October seems to be national everything month: National breast cancer awareness month, national book month, national pork month, and in stark contrast, national vegetarian awareness month. I will write on the one I am most familiar with.
I would like to clear up some of the stereotypes and misconceptions about vegetarians. We exist, and we’re not aliens or the punch line to a redneck joke. This is not meant to preach or convert, but rather explain some common problems vegetarians and their meat-loving counterparts face.
First, we get all the protein and iron and other nutrients we need from our diet, just like our omnivore friends. Spinach, nuts, beans, and even soy bacon (it’s not as bad as it sounds) are great sources to supplement a meatless diet. I don’t know where this myth started, but I’m looking at you, USDA.
Second, vegetarian means we don’t eat meat, pretty simple right? Apparently not. My favorite question I’ve received in my five years as a vegetarian is, “Don’t you eat chicken?” No, I don’t. I also don’t eat pork, beef, lamb, veal, fish or whatever bacon-coated heart attack is trending these days.
For clarification, people who eat fish are pescetarians. There’s also a “flexitarian” diet, which is when you are a vegetarian on certain days and others, you’re not. I don’t know why this isn’t just referred to as “normal eating habits,” but I don’t make the rules. As a general rule of thumb, if it had a face or parents, a vegetarian won’t eat it.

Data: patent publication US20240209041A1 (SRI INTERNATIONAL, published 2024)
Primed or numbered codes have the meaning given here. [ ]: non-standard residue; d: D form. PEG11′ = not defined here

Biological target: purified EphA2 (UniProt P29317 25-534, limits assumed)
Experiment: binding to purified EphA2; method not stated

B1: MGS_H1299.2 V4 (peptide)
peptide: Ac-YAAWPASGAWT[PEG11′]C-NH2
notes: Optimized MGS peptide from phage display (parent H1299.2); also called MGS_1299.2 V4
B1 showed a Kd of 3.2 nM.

But what about vegans, you ask? First, those are some strong-willed people. Vegans do not use or consume any animal product, including dairy, eggs, leather and honey. Also, please don’t assume I’m a paint-throwing, screaming protester. I don’t mean to speak for the group, but I know that I’m just as freaked out by that behavior as everyone else. Animal rights activism and vegetarianism seem to go hand-in-hand, and many times they do, but it depends upon the individual whether they engage in this type of behavior.
Finally, every vegetarian is different. Some choose this diet for its health benefits, others for environmental reasons and even more have moral motives. For many it’s a combination of issues that stir them into becoming a vegetarian. Some people are disturbed by their dining partners eating meat. Personally, I don’t care. We are individuals and each person has their own opinion on these issues. I have found the most problematic issue surrounding vegetarians are these myths and assumptions. If you have a question about vegetarians, ask them. I love it when people are curious about my diet; it gives me a chance to clear up some misconceptions about what I eat.
One of my roommates last year was immediately upset when she found out I was a vegetarian. She was worried I wouldn’t allow any meat in the room and that I would preach at her about her carnivorous ways. But once I explained why I was a vegetarian and that I would never judge her eating habits, she was relieved and it was never a problem again.
Like I say, live and let live (including animals.)